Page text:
The latest United Colors of Benetton’s (UCB) campaign titled Unhate seems to have rubbed global leaders as well as commoners the wrong way, featuring digitally manipulated pictures of top religious and political leaders locking lips with each other.
According to foreign media reports this is UCB’s first major campaign in more than a decade.
The campaign features images of world leaders like US president Barack Obama making out with China’s Hu Jintao and Venezuela’s Hugo Chávez. The Pope is also seen kissing the imam of the al-Azhar mosque in Egypt Ahmed Mohamed el-Tayeb.
The company’s executive vice president Alessandro Benetton has reportedly said the ads were ‘constructive provocation’ intended ‘to give widespread visibility to an ideal notion of tolerance’.
“Benetton ‘chooses social issues and actively promotes humanitarian causes that could not otherwise have been communicated on a global scale’,” he said.
The Vatican has described the ads as “totally unacceptable” and indicated that it might even mull a legal action against the company.
Marketing asked the local industry folks in Singapore for their reaction on the campaign.
“It’s like a small boy who drops his pants to grab attention,” said Stephen Mangham, ex-group chairman Ogilvy Singapore. “In other words it’s memorable but puerile.”
Anand A.V., managing director, Up BrandBuzz, described the campaign as “glib and opportunistic”.
“Benetton’s previous campaigns celebrated cultural diversity and how we are all alike deep down. They were based on human insights and had universal appeal. This campaign feels very glib and opportunistic,” he said.
“If Benetton really wanted to promote the message of ‘unhate’ it should take a stand and maybe just focus one core issue, say the Lebanese-Israeli situation which is the most explosive in the world. The campaign feels like it was made for awards and while it may get people talking it’s more likely to leave a bile after taste.”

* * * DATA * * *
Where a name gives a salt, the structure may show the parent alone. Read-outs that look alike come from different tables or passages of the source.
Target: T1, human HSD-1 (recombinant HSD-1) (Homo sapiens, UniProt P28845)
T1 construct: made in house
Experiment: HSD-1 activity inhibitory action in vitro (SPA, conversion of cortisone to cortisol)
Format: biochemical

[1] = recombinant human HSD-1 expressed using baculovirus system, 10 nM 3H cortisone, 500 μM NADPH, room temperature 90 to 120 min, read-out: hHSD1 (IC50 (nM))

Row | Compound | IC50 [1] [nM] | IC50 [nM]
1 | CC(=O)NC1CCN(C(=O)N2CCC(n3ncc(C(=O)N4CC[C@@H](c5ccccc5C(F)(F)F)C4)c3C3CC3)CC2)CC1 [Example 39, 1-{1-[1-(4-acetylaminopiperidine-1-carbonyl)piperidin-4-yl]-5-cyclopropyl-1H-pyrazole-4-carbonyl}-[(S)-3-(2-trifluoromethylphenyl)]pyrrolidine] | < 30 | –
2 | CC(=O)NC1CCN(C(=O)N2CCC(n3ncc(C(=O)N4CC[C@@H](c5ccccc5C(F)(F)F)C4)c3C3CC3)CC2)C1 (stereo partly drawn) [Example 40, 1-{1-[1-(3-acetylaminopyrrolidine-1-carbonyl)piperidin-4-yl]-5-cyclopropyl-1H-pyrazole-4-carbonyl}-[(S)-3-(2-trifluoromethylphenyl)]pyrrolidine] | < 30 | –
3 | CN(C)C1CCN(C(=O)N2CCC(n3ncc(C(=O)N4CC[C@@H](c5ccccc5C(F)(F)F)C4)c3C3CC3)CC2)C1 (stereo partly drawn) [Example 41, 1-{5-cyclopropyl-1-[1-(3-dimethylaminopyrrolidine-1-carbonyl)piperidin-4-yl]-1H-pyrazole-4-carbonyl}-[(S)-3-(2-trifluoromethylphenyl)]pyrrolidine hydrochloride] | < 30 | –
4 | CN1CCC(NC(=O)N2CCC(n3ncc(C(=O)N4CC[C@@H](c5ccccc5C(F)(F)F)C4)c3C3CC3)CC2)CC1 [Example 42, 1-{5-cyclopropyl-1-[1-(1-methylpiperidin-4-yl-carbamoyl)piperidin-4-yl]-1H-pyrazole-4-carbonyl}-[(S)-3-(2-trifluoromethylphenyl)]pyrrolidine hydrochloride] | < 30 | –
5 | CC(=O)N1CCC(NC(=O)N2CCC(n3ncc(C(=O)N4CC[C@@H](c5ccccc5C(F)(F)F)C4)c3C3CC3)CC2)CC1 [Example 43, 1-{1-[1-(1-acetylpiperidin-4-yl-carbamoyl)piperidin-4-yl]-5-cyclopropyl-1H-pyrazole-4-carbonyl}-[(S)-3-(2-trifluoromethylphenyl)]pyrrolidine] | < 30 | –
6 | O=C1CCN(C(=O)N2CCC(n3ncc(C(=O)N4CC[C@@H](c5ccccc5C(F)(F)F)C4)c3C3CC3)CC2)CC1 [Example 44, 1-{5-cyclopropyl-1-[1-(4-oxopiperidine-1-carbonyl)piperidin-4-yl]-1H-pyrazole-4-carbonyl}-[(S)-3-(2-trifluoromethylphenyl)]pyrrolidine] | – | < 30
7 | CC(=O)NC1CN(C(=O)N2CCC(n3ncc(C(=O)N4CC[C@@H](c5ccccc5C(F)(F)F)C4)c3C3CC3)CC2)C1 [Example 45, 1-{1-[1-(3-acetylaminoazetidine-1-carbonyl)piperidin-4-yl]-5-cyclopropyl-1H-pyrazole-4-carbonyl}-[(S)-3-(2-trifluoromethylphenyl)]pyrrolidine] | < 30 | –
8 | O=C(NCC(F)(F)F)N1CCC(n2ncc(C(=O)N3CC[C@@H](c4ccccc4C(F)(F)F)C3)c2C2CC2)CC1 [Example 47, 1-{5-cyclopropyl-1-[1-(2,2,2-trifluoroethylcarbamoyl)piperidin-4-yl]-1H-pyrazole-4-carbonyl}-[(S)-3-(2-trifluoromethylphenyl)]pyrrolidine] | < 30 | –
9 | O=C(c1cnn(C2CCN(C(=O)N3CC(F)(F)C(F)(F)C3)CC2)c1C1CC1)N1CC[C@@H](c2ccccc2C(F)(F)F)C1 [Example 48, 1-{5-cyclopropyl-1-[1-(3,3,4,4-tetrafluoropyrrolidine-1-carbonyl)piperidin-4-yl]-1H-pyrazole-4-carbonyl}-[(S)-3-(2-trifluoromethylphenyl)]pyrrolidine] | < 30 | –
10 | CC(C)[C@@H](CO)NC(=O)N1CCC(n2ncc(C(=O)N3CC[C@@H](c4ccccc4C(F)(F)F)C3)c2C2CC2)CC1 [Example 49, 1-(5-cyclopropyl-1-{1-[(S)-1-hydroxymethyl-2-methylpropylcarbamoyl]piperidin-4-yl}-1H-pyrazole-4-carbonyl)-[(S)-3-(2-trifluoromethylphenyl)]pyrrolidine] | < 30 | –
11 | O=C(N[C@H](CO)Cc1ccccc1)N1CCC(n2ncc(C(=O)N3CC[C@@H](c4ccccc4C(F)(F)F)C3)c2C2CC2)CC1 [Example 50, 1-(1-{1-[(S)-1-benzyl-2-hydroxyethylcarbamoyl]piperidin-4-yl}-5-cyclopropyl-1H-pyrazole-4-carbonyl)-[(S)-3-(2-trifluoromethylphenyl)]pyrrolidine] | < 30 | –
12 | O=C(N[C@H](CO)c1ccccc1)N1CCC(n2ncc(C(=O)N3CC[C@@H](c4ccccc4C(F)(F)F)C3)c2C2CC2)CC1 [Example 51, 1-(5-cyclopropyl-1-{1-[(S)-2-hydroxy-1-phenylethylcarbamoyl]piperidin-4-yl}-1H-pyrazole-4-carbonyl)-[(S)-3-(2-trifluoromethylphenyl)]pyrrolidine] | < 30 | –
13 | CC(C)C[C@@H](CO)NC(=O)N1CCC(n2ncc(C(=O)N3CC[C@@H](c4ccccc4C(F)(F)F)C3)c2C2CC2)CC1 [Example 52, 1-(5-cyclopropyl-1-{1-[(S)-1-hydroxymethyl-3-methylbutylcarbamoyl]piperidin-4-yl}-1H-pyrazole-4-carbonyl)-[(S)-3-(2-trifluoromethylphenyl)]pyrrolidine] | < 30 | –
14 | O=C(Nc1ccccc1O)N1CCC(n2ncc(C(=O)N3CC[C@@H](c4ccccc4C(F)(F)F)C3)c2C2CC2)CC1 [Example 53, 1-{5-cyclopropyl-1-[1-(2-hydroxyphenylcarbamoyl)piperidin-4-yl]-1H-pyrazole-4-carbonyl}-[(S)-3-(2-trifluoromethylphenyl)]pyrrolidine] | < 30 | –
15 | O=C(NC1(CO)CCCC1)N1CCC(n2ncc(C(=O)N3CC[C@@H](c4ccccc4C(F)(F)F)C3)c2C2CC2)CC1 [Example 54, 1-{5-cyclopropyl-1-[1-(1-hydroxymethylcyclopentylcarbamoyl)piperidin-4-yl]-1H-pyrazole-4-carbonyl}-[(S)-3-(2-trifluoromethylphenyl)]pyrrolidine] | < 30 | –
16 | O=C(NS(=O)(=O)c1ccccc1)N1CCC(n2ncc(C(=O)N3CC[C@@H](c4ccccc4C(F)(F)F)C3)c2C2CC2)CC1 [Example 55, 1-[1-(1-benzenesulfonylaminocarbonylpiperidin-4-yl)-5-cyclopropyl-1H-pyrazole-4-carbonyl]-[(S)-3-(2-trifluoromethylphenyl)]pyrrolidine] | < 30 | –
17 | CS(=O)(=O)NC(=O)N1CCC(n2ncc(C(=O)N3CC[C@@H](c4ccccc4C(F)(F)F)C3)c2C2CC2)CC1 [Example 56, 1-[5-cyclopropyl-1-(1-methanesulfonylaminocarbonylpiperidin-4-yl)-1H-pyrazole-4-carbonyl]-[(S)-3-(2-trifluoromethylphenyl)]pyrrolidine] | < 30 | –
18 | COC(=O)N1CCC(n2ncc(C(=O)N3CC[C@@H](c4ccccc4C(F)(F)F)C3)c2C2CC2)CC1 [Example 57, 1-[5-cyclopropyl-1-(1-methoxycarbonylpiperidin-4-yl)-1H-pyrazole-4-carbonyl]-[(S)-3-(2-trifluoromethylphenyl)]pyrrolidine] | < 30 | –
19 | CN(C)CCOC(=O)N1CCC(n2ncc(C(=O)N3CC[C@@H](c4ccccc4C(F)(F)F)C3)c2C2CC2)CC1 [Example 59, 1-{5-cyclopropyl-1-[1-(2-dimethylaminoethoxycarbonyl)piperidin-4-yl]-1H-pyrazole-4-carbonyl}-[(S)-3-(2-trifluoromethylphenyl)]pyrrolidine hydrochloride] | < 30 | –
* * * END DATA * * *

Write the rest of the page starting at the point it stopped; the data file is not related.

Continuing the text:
But others say it captures the essence of all Benetton campaigns.
Chris Chiu, group ECD at Leo Burnett, said it previous work provoked a stronger reaction.
“Untill today that shot of the man stricken with AIDS on his death-bed is incredible. I think that might be because of the rawness or authenticity of the situation and the content.
“These ones, although contemporarily relevant, are obviously creatively manipulated and so doesn’t have that same impact. It’s not Benetton capturing or celebrating life. It’s more them manufacturing it.”
Elliot Townson, creative partner at Untitled, argues this campaign shows Benetton going back to its daring roots.
“For me, I have absolutely no problem with it and it delivers the Unhate message in a very memorable way. And after Googling this just now, it’s already got loads of online coverage and Facebook views. So lets hope it helps the brand flog some clothes,” Townson said.